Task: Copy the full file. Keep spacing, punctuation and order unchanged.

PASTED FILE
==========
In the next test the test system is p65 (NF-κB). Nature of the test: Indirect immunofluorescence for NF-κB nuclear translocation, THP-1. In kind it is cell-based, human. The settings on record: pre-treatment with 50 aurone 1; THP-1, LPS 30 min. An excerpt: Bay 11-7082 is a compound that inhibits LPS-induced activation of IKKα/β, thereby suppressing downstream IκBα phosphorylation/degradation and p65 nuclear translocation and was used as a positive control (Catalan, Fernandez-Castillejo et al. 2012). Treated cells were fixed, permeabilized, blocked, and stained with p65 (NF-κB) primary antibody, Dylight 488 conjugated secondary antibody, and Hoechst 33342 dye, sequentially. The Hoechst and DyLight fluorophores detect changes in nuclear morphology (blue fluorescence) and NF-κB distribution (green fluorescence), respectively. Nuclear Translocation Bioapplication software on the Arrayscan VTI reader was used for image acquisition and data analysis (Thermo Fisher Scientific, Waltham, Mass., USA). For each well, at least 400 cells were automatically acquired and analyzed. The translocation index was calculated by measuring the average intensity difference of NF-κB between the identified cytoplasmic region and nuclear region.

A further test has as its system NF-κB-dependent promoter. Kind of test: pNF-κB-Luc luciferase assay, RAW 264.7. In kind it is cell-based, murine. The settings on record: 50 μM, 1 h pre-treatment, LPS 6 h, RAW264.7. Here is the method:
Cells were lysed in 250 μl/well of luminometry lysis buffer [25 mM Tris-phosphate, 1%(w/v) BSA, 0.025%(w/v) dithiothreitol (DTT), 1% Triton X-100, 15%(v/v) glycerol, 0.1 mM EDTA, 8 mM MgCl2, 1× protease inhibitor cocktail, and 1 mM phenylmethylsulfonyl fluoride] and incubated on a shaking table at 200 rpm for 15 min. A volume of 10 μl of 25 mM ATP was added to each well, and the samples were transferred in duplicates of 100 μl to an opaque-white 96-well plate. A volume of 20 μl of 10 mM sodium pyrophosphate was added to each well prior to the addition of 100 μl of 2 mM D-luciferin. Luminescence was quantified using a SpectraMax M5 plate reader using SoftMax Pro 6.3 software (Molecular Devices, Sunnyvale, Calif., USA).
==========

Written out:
In the next test the test system is p65 (NF-κB). Nature of the test: Indirect immunofluorescence for NF-κB nuclear translocation, THP-1. In kind it is cell-based, human. The settings on record: pre-treatment with 50 aurone 1; THP-1, LPS 30 min. An excerpt: Bay 11-7082 is a compound that inhibits LPS-induced activation of IKKα/β, thereby suppressing downstream IκBα phosphorylation/degradation and p65 nuclear translocation and was used as a positive control (Catalan, Fernandez-Castillejo et al. 2012). Treated cells were fixed, permeabilized, blocked, and stained with p65 (NF-κB) primary antibody, Dylight 488 conjugated secondary antibody, and Hoechst 33342 dye, sequentially. The Hoechst and DyLight fluorophores detect changes in nuclear morphology (blue fluorescence) and NF-κB distribution (green fluorescence), respectively. Nuclear Translocation Bioapplication software on the Arrayscan VTI reader was used for image acquisition and data analysis (Thermo Fisher Scientific, Waltham, Mass., USA). For each well, at least 400 cells were automatically acquired and analyzed. The translocation index was calculated by measuring the average intensity difference of NF-κB between the identified cytoplasmic region and nuclear region.

A further test has as its system NF-κB-dependent promoter. Kind of test: pNF-κB-Luc luciferase assay, RAW 264.7. In kind it is cell-based, murine. The settings on record: 50 μM, 1 h pre-treatment, LPS 6 h, RAW264.7. Here is the method:
Cells were lysed in 250 μl/well of luminometry lysis buffer [25 mM Tris-phosphate, 1%(w/v) BSA, 0.025%(w/v) dithiothreitol (DTT), 1% Triton X-100, 15%(v/v) glycerol, 0.1 mM EDTA, 8 mM MgCl2, 1× protease inhibitor cocktail, and 1 mM phenylmethylsulfonyl fluoride] and incubated on a shaking table at 200 rpm for 15 min. A volume of 10 μl of 25 mM ATP was added to each well, and the samples were transferred in duplicates of 100 μl to an opaque-white 96-well plate. A volume of 20 μl of 10 mM sodium pyrophosphate was added to each well prior to the addition of 100 μl of 2 mM D-luciferin. Luminescence was quantified using a SpectraMax M5 plate reader using SoftMax Pro 6.3 software (Molecular Devices, Sunnyvale, Calif., USA).